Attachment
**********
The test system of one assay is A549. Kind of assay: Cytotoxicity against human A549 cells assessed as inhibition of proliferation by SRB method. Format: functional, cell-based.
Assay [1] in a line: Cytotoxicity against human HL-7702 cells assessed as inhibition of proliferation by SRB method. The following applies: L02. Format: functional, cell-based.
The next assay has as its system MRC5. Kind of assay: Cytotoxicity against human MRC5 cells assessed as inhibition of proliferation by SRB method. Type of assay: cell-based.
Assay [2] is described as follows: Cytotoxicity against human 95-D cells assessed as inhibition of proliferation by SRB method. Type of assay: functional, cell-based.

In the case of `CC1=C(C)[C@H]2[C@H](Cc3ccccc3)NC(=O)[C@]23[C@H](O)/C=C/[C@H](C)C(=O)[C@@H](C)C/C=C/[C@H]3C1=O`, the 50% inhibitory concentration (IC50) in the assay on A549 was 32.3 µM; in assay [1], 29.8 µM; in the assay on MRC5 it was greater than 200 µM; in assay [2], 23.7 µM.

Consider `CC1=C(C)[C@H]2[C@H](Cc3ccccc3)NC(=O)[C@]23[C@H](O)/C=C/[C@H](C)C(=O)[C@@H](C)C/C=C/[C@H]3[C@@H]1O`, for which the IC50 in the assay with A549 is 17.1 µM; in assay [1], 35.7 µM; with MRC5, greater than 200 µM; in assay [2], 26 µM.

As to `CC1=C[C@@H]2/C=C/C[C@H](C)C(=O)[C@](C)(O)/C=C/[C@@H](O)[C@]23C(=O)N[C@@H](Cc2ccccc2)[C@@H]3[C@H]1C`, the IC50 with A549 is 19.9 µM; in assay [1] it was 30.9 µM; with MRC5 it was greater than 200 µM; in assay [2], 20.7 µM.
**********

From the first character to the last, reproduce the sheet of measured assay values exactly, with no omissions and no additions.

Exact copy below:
The test system of one assay is A549. Kind of assay: Cytotoxicity against human A549 cells assessed as inhibition of proliferation by SRB method. Format: functional, cell-based.
Assay [1] in a line: Cytotoxicity against human HL-7702 cells assessed as inhibition of proliferation by SRB method. The following applies: L02. Format: functional, cell-based.
The next assay has as its system MRC5. Kind of assay: Cytotoxicity against human MRC5 cells assessed as inhibition of proliferation by SRB method. Type of assay: cell-based.
Assay [2] is described as follows: Cytotoxicity against human 95-D cells assessed as inhibition of proliferation by SRB method. Type of assay: functional, cell-based.

In the case of `CC1=C(C)[C@H]2[C@H](Cc3ccccc3)NC(=O)[C@]23[C@H](O)/C=C/[C@H](C)C(=O)[C@@H](C)C/C=C/[C@H]3C1=O`, the 50% inhibitory concentration (IC50) in the assay on A549 was 32.3 µM; in assay [1], 29.8 µM; in the assay on MRC5 it was greater than 200 µM; in assay [2], 23.7 µM.

Consider `CC1=C(C)[C@H]2[C@H](Cc3ccccc3)NC(=O)[C@]23[C@H](O)/C=C/[C@H](C)C(=O)[C@@H](C)C/C=C/[C@H]3[C@@H]1O`, for which the IC50 in the assay with A549 is 17.1 µM; in assay [1], 35.7 µM; with MRC5, greater than 200 µM; in assay [2], 26 µM.

As to `CC1=C[C@@H]2/C=C/C[C@H](C)C(=O)[C@](C)(O)/C=C/[C@@H](O)[C@]23C(=O)N[C@@H](Cc2ccccc2)[C@@H]3[C@H]1C`, the IC50 with A549 is 19.9 µM; in assay [1] it was 30.9 µM; with MRC5 it was greater than 200 µM; in assay [2], 20.7 µM.